The 1,200 functionaries gathered at Cobo Hall in downtown Detroit, only a short distance from some of the most impoverished urban neighborhoods in America. After decades of deindustrialization—aided and abetted by the betrayals of the UAW—thousands of former workers can be counted among the jobless in the city where real unemployment stands at the Depression level of 50 percent.

In his departing speech, Gettelfinger was oblivious to the destruction his policies had wrought. He spoke on behalf of his real constituency—the UAW apparatus—assuring them that he had taken measures to preserve their relations with the auto companies and the government, and secure their long-term interests, even as dues income plummeted. He noted, for example, that the UAW had imposed wage and benefit reductions on its own clerical and office staff.

“We chartered a course that led our great union down a path to survival,” Gettelfinger declared. The UAW, he said, was “leaner yes, but stronger, wiser and more determined as well.”

He thanked the Obama administration for utilizing the services of the UAW. “Without hesitation, President Barack Obama addressed the auto crisis and he took the necessary actions to prevent the collapse of the industry. Just over a year later the domestic auto industry is profitable and is making inroads in market share.”

In exchange for imposing unprecedented givebacks on UAW members and relieving the companies of billions in obligations for retiree health benefits, the White House handed the union millions of shares and a substantial ownership stake in GM and Chrysler. This has given the UAW apparatus and its Wall Street consultants a vested interest in continuing to collaborate with the auto companies to slash labor costs and gut retiree benefits to boost stock prices.

The upcoming sale of GM stock by the US government is expected to net billions in fees for the big financial houses and a handsome take for the UAW bureaucracy itself. Given the close relations Gettelfinger established with Wall Street and the auto companies during his tenure in office, it would come as no surprise if he personally benefited from the stock offering and the rebound in auto profits.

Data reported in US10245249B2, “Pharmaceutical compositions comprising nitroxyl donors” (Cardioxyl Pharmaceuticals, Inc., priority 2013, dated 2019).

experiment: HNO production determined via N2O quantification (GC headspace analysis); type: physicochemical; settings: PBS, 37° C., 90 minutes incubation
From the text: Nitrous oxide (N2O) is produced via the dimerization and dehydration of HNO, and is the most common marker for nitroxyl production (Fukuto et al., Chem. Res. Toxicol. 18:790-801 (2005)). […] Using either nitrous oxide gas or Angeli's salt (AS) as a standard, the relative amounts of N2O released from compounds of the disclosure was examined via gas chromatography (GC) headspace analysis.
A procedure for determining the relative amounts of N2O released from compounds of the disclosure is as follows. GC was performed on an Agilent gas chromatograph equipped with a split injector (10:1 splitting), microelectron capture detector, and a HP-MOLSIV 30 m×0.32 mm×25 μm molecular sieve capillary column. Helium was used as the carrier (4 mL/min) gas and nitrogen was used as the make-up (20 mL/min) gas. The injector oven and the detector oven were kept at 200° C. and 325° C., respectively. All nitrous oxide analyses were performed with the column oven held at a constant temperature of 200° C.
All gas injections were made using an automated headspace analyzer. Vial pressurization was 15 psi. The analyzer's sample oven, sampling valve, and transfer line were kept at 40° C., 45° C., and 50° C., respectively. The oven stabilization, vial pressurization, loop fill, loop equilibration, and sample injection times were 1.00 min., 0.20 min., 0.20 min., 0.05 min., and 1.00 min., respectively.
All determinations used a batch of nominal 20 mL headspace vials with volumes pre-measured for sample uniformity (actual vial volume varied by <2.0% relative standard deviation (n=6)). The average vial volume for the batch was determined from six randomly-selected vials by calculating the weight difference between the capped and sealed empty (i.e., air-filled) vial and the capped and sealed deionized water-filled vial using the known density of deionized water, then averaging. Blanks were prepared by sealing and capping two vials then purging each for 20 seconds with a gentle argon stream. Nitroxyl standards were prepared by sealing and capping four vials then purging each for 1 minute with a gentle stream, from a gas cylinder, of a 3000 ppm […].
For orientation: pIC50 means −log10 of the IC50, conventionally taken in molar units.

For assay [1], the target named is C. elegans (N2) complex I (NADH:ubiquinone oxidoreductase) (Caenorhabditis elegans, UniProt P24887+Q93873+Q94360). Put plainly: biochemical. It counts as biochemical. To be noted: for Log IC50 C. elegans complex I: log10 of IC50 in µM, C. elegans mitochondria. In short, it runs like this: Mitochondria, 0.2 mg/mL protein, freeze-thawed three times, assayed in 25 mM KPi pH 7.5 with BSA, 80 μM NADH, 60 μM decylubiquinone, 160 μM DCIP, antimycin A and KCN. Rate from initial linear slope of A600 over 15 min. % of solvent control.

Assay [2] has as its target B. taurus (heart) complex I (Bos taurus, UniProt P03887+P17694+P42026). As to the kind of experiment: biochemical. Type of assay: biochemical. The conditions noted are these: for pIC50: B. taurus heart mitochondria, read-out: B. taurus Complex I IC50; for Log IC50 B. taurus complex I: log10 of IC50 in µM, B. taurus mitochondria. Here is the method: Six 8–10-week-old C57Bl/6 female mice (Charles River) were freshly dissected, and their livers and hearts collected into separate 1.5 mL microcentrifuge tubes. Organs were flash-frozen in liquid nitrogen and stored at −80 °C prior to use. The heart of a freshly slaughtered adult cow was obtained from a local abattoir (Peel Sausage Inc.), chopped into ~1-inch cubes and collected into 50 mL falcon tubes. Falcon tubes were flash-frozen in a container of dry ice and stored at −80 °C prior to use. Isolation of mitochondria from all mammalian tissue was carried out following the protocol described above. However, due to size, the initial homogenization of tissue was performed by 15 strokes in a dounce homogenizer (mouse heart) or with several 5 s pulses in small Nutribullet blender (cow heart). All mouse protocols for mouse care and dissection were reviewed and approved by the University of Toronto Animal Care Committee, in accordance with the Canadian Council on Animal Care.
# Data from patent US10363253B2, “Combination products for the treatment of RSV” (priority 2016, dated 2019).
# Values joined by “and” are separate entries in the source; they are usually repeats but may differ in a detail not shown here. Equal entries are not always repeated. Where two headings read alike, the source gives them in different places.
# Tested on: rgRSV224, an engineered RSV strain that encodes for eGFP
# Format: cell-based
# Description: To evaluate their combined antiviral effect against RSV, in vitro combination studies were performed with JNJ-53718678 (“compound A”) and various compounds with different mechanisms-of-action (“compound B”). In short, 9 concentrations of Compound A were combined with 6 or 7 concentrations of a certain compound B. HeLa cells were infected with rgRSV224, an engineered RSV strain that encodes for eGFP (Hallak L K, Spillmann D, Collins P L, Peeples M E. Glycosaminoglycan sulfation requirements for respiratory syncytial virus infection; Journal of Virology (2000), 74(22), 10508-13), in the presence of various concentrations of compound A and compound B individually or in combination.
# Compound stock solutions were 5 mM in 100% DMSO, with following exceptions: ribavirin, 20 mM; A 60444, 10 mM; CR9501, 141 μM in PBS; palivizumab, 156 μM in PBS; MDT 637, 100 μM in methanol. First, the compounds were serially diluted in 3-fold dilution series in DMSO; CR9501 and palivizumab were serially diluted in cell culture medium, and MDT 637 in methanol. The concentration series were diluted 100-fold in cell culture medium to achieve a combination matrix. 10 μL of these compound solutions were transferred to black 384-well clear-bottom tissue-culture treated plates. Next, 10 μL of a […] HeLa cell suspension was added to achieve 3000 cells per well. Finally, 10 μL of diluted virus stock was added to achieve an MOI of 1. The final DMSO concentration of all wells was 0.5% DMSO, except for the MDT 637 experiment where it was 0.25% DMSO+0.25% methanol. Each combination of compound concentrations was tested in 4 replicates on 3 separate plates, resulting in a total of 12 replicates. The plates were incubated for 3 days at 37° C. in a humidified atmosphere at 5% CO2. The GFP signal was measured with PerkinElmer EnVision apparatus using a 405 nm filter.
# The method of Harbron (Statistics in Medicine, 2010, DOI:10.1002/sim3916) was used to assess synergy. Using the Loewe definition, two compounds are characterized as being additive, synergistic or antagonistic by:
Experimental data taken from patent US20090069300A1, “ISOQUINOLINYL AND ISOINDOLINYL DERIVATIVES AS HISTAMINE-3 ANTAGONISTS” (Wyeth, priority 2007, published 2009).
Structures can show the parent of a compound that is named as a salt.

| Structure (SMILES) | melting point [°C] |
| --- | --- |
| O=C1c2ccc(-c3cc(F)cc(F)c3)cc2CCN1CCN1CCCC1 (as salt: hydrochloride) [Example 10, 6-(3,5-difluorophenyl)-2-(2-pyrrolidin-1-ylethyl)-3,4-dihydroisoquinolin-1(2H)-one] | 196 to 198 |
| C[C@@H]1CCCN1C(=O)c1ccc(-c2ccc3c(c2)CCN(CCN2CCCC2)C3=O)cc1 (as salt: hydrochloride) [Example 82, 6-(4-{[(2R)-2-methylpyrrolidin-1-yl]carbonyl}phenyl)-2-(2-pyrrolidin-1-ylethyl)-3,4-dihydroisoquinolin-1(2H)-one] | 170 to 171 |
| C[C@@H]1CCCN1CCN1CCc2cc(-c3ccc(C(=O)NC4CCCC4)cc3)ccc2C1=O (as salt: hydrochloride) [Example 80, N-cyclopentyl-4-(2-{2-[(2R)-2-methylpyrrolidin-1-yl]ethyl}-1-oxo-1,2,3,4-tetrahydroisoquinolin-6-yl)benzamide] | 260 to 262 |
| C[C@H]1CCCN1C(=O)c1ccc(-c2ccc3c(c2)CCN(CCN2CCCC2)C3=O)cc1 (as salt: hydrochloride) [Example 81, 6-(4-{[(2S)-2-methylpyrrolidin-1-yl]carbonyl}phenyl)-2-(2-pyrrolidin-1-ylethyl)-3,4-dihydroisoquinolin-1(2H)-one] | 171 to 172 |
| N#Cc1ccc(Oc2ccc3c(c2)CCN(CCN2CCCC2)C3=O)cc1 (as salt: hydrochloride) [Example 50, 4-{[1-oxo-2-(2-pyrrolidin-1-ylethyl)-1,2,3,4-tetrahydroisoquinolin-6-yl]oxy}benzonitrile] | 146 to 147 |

Such a state of affairs has long been in the making. The socialist and left-wing militants who led the sit-down strikes that established the UAW as a mass industrial union were driven out by UAW President Walter Reuther during the anti-communist purges of the 1940s and 1950s.

Having tied the union to the Democratic Party and a belief in the impregnable global position of American capitalism, the UAW responded to the challenge of Asian and European carmakers in the 1970s and 1980s by abandoning the class struggle and establishing a “partnership” with the auto companies. In the name of making the US-based corporations more competitive, the UAW sabotaged every struggle by workers against plant closings, mass layoffs and concessions.

This culminated in the collaboration of the UAW with the Obama administration in last year’s forced bankruptcy and restructuring of GM and Chrysler, which resulted in the shutdown of dozens of factories, the destruction of tens of thousands of jobs and unprecedented concessions. Over the next five years, labor costs at GM and Chrysler are expected to be lower than those of Japanese automakers operating non-union plants in the US, making it profitable for the US companies to build small cars domestically rather than in Mexico.

The effort by phony “left” groups, such as the International Socialist Organization and Workers World Party, and professional union dissidents to revive illusions in the UAW is both pathetic and reactionary. How much more proof does anyone need that the UAW is an anti-working class organization?

They continue to promote such illusions, however, as an instinctive reaction to defend the UAW apparatus against the growing hatred of rank-and-file auto workers. They are particularly frightened by the prospect of thousands of new workers being hired in at half the wages, who, far from accepting the authority of the UAW, will see it as nothing more than a police force for management to which they are forced to pay dues.

The precondition for auto workers to conduct a serious struggle in defense of jobs, working conditions and living standards is a break with the UAW and the building of new organizations of struggle independent of the pro-company UAW apparatus. The formation of new fighting organizations requires a rejection of the corporatism and economic nationalism of the UAW as well as its alliance with the Democratic Party, and a fight for the independent political mobilization of the working class based on a revival of the best internationalist and socialist traditions of the American working class.